It’s pretty fair to say that the use of telehealth will continue to grow even post-pandemic. More healthcare providers are expected to adopt the technology and, as patients come to appreciate the convenience of it, demand is likely to rise as well. And, of course, data security and patient privacy will always be critical points of regulation throughout the healthcare industry.
How Will this Effect Telemedicine Practices?
Here’s how some anticipated changes to HIPAA could impact telemedicine in the new year.
If your healthcare organization has recently started providing telehealth services, it should review its patient consent procedures. Getting informed patient consent before discussing health matters or transmitting sensitive information in phone or video conversations is best practice and may soon become an explicit HIPAA requirement.
In order to comply with HIPAA, organizations will need to update their risk analysis and mitigation plans to include risks introduced by telehealth. Practitioners must remember also that this isn’t just a potential risk, but that telehealth represents one of healthcare’s largest real cybersecurity risks.
Since its widespread adoption in 2020, some experts cite a 30% increase in cybersecurity issues in recent healthcare security reports. Plus, evidence of hackers’ successes have been found on the dark web in greater amounts since February 2020.
Wider Insurance Coverage
One of the major reasons why the use of telemedicine grew in early 2020 was that Medicare and many private insurance coverages expanded to cover remote visits. This was a significant economic motivation for healthcare providers and patients alike.
Now, we see that COVID transmission is still a concern, lockdown measures are being reinstated in many areas, and medical professionals are struggling financially. If changes are introduced to HIPAA to address the privacy and security concerns of telehealth, we anticipate the practice of expanded insurance reimbursement to continue. We hope this is the case also because of the vast benefits that telehealth offers for users.
While we await news of any such changes about HIPAA compliance, we advise healthcare professionals to document well the services that they provided virtually.
We expect that sometime in late 2022, vendor relations will go back to being regulated. It’s likely HIPPA regulations will be enforced with regards to business associate agreements and third-party services. If a covered entity is currently using a platform for telehealth and other transmission of PHI, it will need to make sure that it has a valid BAA on file for that service provider.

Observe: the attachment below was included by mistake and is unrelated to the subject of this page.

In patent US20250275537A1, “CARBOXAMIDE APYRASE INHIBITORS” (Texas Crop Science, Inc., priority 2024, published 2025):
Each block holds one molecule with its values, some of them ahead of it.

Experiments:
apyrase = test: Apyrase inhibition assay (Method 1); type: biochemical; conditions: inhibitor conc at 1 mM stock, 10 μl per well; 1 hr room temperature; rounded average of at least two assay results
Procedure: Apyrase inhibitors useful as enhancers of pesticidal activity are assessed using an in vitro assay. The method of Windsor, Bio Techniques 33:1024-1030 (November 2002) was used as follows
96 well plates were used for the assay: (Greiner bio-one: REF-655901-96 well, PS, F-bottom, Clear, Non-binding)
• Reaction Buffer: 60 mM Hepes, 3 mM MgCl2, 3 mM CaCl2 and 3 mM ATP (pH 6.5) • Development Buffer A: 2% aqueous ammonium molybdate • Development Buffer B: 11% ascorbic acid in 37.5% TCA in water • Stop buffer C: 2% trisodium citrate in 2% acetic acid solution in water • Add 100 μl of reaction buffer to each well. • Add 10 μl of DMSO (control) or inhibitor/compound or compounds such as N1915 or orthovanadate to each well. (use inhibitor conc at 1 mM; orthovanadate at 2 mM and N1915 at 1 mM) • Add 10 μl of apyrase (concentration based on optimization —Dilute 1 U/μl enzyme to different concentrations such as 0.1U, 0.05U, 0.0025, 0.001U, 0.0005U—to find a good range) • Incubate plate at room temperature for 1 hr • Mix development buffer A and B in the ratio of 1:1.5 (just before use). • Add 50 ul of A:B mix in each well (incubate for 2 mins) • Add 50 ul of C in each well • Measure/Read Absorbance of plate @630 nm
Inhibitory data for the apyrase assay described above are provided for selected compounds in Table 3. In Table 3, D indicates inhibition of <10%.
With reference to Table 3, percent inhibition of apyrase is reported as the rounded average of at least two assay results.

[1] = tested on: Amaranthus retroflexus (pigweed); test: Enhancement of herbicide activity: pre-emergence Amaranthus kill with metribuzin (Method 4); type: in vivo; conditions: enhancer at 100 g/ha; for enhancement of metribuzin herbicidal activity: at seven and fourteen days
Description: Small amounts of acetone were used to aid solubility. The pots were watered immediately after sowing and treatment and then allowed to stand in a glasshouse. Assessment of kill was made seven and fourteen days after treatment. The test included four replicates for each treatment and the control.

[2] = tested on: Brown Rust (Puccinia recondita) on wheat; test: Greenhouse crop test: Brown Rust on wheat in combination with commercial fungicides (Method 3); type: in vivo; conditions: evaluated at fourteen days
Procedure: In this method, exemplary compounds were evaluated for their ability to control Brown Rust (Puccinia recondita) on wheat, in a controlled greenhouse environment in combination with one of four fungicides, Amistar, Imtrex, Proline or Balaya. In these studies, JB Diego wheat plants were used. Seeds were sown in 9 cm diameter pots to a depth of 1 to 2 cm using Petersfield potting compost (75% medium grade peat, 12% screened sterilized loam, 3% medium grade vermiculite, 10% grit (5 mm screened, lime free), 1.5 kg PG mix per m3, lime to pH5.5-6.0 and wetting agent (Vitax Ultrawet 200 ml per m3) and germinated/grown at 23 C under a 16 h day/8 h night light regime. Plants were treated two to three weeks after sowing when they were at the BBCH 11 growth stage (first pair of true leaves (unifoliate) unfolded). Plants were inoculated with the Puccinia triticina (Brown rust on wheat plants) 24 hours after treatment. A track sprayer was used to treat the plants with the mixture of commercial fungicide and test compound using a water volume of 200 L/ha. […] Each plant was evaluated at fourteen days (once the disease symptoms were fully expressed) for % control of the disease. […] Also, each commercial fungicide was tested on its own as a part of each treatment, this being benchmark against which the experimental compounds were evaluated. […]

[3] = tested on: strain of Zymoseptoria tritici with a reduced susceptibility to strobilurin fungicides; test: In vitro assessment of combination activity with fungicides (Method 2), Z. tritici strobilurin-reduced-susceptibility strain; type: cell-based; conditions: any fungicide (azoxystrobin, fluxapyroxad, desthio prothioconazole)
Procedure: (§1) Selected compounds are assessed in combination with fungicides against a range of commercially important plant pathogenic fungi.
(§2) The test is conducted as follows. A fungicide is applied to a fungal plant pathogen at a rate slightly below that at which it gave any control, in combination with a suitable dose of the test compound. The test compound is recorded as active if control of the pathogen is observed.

At the same time, telehealth software providers and owners of videoconferencing platforms intended to be used in this field, should take the needed steps to become HIPAA compliant.
Since the pandemic began, there has been a renewed focus on mobility for both doctors and patients. Healthcare professionals have been doing more work from home and remotely outside the office. Likewise, patients have been receiving care from the comfort of their own home and consulting with specialists far from their hometown.
In 2022, we can guess that HIPPA standards will be less stringent on location limitations. This means an expanded service area with for providers and easier access to healthcare for patients.
Fines for Violations
We anticipate that HIPAA enforcement will soon go back into full effect. This would mean that practitioners would no longer be shielded from fines for security and privacy violations. For this reason, it’s an important time for everyone in healthcare to pay attention to new released by HHS and regarding compliance.
The use of telemedicine is currently encouraged by the health community. However, remember that the loosening of HIPAA regulations in 2020 was a temporary measure. Your organization should plan to review telemedicine policies and practices after the pandemic.
Related article: 8 Tips for Physicians Transitioning to Telehealth.